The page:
OPINION FILED OCTOBER 5, 1977.
THE PEOPLE OF THE STATE OF ILLINOIS, APPELLANT,
WALTER WASHINGTON, JR., APPELLEE.
Appeal from the Appellate Court for the Second District; heard
in that court on appeal from the Circuit Court of Winnebago
County, the Hon. John E. Sype, Judge, presiding.
MR. JUSTICE GOLDENHERSH DELIVERED THE OPINION OF THE COURT:
In a jury trial in the circuit court of Winnebago County, defendant, Walter Washington, Jr., was convicted of the offenses of murder and armed robbery. The appellate court reversed and remanded (41 Ill. App.3d 475), and we granted the People's petition for leave to appeal. The facts are adequately stated in the appellate court opinion and will be repeated here only to the extent necessary to discuss the issues.
On March 22, 1974, shortly before 9 p.m., the Pacemaker Grocery Store in Rockford was robbed by an armed man wearing a woman's plaid cape with a hood, and a ski mask over his face. The robber left the store pursued by the owner and two stock boys, one of whom was shot to death. The other boy saw the robber jump over a fence and run down an alley. Shortly thereafter the police arrived at the scene, and one of the officers followed, in the fresh-fallen snow, a single set of tracks which led from the dead boy's body to a garage. Police officers surrounded the garage and upon entering found the defendant crouched in a corner. A revolver and $1,270 in cash were found nearby. The plaid cape, abandoned in the store by the robber, the ski mask, and a pair of black trousers which were found a short distance from the garage in which defendant was hiding, were examined in the laboratory of the Federal Bureau of Investigation. Fibers recovered from the cape and from the black trousers showed the same microscopic and chemical properties as the sweater and white trousers worn by defendant when he was arrested. A firearms examiner employed in the Federal Bureau of Investigation's laboratory testified that the fatal bullet was fired from the revolver found when defendant was arrested.
Defendant was taken into custody at approximately 9 p.m. and advised of his rights. En route to the police station he told the police officers that he had been with another person. Upon arrival at the station defendant was given a "waiver of rights" form which he read aloud and signed with a fictitious name. He then told the police that he had been at the Bee Hive Club with a man named Jerry Wilson, and had left there with Wilson in a 1964 or 1965 Mercury. Wilson parked the car and told defendant that he was going to see a friend. Approximately 15 minutes later, defendant left the car and started walking down the street when Wilson returned and handed him a gun and a large amount of money. When defendant saw police cars in the area he jumped a fence and ran into a garage. Shortly thereafter he repeated this story, with slight variations, to two other detectives. After he had been placed in a lineup, photographed and given a neutron activation test, he told the detectives that he did not want to talk anymore. He declined the opportunity to make a telephone call, and at approximately 1 a.m. was placed in a cell.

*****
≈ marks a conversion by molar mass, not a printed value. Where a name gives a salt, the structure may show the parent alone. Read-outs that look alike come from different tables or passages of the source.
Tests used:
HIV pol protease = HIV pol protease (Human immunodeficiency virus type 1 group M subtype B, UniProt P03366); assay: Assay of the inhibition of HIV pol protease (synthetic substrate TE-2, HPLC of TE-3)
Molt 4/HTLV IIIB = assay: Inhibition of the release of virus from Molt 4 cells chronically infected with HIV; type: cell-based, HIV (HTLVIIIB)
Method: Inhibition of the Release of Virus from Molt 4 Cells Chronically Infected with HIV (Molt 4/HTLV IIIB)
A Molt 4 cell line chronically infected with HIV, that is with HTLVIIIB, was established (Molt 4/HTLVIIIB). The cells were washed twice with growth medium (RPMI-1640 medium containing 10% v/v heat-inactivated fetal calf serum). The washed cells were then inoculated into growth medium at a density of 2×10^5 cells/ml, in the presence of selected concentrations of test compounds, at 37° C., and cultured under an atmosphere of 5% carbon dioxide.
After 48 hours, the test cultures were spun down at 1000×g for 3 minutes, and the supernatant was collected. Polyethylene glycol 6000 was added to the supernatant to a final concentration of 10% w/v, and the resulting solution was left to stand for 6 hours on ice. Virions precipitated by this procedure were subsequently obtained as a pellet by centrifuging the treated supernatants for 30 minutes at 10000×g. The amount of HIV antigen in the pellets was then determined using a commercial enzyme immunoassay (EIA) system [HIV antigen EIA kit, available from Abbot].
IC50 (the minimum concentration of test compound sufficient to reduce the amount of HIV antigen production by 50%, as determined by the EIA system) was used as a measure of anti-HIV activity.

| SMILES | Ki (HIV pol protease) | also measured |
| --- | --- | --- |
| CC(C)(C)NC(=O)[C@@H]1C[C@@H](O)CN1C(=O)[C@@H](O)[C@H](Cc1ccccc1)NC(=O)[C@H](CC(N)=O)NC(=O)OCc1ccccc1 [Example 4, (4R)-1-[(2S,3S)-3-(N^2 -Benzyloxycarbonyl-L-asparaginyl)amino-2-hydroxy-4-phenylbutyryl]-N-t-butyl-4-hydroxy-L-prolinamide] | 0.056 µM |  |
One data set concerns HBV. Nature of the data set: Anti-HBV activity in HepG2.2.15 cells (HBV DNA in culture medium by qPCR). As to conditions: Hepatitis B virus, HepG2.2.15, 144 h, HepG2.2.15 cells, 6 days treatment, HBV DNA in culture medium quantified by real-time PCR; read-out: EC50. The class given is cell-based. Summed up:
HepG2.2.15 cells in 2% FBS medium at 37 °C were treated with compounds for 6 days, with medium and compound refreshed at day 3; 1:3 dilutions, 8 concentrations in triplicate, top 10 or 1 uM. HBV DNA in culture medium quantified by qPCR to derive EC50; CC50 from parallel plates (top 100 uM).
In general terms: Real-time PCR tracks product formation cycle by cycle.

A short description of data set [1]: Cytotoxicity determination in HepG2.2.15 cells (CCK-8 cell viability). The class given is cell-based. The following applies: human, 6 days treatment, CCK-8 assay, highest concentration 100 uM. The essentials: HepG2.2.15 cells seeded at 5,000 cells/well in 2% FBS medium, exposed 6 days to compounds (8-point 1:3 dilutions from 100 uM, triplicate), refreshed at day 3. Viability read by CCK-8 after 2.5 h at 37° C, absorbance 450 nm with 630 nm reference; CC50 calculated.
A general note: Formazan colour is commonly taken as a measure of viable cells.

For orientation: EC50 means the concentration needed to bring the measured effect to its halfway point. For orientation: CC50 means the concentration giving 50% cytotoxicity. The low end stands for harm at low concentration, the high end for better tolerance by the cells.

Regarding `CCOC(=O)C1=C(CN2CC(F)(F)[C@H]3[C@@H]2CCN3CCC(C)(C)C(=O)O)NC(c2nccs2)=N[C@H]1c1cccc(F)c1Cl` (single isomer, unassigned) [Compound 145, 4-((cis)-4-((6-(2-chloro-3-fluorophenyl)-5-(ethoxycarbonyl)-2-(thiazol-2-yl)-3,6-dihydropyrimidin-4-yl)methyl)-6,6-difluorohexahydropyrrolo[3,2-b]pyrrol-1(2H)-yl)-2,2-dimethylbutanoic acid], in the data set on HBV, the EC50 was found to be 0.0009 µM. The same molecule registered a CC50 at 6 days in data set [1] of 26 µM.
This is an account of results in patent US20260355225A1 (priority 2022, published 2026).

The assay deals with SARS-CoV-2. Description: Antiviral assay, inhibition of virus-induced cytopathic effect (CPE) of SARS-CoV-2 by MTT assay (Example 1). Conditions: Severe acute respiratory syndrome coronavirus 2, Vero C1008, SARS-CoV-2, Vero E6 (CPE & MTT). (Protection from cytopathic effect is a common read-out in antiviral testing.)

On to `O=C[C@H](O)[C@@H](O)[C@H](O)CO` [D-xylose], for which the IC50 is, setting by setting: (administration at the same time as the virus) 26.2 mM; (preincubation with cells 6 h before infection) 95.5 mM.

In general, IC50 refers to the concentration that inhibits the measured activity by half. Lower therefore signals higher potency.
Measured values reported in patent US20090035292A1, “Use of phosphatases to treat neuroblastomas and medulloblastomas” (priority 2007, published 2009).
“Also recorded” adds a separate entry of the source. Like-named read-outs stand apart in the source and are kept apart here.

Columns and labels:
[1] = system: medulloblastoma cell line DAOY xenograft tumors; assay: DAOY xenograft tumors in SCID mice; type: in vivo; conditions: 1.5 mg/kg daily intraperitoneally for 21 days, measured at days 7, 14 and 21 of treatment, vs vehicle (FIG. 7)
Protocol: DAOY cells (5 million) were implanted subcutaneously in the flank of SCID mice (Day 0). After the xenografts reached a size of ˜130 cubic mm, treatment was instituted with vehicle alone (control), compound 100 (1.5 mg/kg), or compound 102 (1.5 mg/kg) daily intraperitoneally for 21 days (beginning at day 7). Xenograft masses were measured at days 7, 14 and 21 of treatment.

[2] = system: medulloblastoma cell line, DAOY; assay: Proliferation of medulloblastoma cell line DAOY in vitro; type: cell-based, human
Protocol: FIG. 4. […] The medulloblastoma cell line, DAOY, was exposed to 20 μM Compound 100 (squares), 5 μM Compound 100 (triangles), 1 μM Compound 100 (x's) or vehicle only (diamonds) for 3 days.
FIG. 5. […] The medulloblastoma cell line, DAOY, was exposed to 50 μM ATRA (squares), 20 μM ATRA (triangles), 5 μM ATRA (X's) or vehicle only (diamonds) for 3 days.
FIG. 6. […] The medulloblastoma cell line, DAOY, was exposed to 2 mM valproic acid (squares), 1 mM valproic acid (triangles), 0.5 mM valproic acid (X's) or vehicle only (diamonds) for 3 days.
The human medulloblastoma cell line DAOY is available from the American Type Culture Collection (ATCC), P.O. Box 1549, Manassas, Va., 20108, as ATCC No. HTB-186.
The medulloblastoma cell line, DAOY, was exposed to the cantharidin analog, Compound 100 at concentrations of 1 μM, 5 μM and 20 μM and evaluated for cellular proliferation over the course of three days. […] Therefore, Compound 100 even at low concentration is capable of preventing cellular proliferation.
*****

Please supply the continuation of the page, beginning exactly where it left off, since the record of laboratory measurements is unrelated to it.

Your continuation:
At 9:30 a.m. Detectives Bland and Fagin resumed the interrogation. Defendant was advised of his rights, signed a rights waiver form and, although he said that he was willing to talk, stated that he wanted a public defender. Detective Bland testified that "We stated we could not give it to him, that it would have to be determined by the Court whether he could have a Public Defender." Officer Fagin gave him the name of the public defender and a telephone directory. His attempt to reach the public defender by telephone was unsuccessful. Defendant was questioned intermittently until approximately 1:10 p.m., when he again attempted, unsuccessfully, to reach the public defender by telephone. He was returned to his cell, and there is no evidence of further questioning until approximately 5:30 p.m. No attempt was made to introduce into evidence any of the statements made by defendant during the period from 9:30 a.m. to 1:10 p.m.